“Kaka, ek pose dijiye na photo ke liye” (Uncle, please give me a good pose for the photograph)
“Suicide wala pose du kya?” (Should I give the suicide pose)
The humour is dark in Vidarbha. As the temperature soars to 48 degree Celsius, farmers joke about death, depression and the shadow of unpaid debts, which comes lurking with extreme weather changes leading to a possible crop loss.
Everytime, I visit our farmer groups in Vidarbha, I come back with unheard stories and turbulence in my mind. I spent last three days in Akola and it’s nearby villages, where Happy Roots along with farmers and Chetana Organics, has been working on a crop demonstration project. The heat was unbearable. The dark tanned faces of farmers with patches of red, told a story of their everyday battle with the sun and their undeterred spirit to fight for survival. This visit has raised my respect for Vidarbha farmers to a whole new level. Their view points on life, work and economics of their ecosystem made me write this blog post. Why? Because I feel that their voices need to be heard. I don’t know if my writings will bring any change in terms of how people think about food, farmers and bringing a social change but I feel that I should write, so that the voices do not get lost. I get the opportunity of traveling to rural hinterlands and get close to situations in our villages but many others don’t. What we hear or read in the media is noise about larger issues, the real simple truth comes out in meaningful heart-to-heart conversations.
Here are a few points that I brought back from the farms. These are questions, situations and points-to-ponder, all rolled into one.
- Power, water and sun – This year Akola district is observing temp. at 45C in March. I don’t know what May (supposed to be the hottest month of the year) beholds. There is always a water shortage in this area (we have a historic trend and fear of drought in Vidarbha and Marathwada). When I requested a glass of water at each farmer house we visited, I knew I was requesting a luxury never denied to a guest. On top of all this I came to know that there is a power shortage across villages. The families told us that the power is out most of the hours during the day and the night.
Imagine unbearable heat, water shortage and a home where there’s no electricity to get respite from the scorching heat outside. The families say that they have got used to this. They don’t fight with the situation anymore.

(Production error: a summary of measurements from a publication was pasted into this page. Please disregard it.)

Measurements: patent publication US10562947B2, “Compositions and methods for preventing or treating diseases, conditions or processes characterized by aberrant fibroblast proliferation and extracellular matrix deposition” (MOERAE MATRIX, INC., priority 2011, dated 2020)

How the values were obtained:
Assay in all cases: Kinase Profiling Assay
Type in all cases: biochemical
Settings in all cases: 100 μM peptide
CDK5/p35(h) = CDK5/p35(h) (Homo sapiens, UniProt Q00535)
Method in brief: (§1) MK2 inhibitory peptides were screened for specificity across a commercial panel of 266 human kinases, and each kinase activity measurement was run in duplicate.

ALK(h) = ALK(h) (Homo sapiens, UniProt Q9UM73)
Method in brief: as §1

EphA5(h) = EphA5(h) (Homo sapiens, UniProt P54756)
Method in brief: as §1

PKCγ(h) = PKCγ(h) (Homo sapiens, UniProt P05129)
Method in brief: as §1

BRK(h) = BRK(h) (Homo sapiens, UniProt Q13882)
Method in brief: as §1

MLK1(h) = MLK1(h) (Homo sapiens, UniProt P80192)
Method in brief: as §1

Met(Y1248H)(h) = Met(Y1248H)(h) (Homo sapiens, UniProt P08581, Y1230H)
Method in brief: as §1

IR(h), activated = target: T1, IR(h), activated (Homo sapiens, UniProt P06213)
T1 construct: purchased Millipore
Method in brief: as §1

2. Disparity of incomes – When I need a break from work, I hang out with my friends at a good restaurant in town. Between four or five of us we share a food bill of 5,000 Rs and we do not fret about it, thinking that’s a price we pay for having a good time.
I met a well paid farmer family in a small village called Jamthi. They get a monthly pay of 5,000 Rs that helps them support a family of four. The average income per household across villages is 2,000-3,000 Rs. Their kids skip school for a few months when paying the fee becomes difficult. To earn this salary they spend min. 6-7 hours on the field, working through the peak sunny hours.
3. Surge pricing – I do fret about Uber’s surge pricing and the ridiculous fares airlines charge when the demand is high. But a lot of times I give in to the situation thinking that they are just making use of the “right” business opportunity to make money.
Vidarbha is a pulse (tur dal, chana dal) growing region and recently due to drop in prices of pulses in the market, they had to sell their produce for lower rates. The farmers protest that if the big companies and industries have a right to demand higher prices in case of higher demand, why does the same rule doesn’t apply to them? Every time the demand for a particular crop rises, either the industries lobby against them or the Government starts flooding markets with cheaper imports.
The market dynamics always work against the farmer.
4. Oblivious consumer – Our cotton farmers from Vidarbha recently tried their hand at making some good quality Khadi shirts from their Organic cotton. They took the lot to an exhibition in Mumbai. They were not able to pay for the expensive stall inside the exhibition hall so they spread a sheet outside the gate and started selling the shirts. Every consumer tried to negotiate the hell out of them for the same quality selling at double the price at the exhibition by some known brands. One consumer even argued that they are supposed to sell it at lower costs because they are selling on the streets.
The farmers finally put a sign behind –
“Those who earn a fixed monthly salary please do not negotiate with those who earn it once a year”
5. Moral obligation – When Chetana Organics (our NGO partner in Vidarbha) asked for some financial support (for our Barley crop demo project) from a local government organisation, they refused it. Reason, the crop is going to be used for making beer. The official said “Ab kya shetkari daaru banayega” (would the farmers now make alcohol!).
Barley is a hardy crop that uses lesser water for irrigation, survives drought and has a potential to fetch 50% higher income for farmers than wheat. In farmers own words “we are not supposed to earn profits, we are supposed to burn in heat and work hard, we are supposed to be morally right when we are not even the ones who will drink the beer”. The farmers didn’t get any funding for the project but thankfully we had an industry partner who believed in what we were doing.
Despite of all this the farmers in Vidarbha are hopeful, making the best of their situation and ready to take risks to experiment with new crops and projects that can possibly help them earn better sustainable incomes.
Our Barley project in Vidarbha has completed its first phase of production and harvest. Our industry partner Doolally will now test all the varieties that we produced for quality. If we do have a good grain in hand for malting, Vidarbha will see a new dawn of prosperity.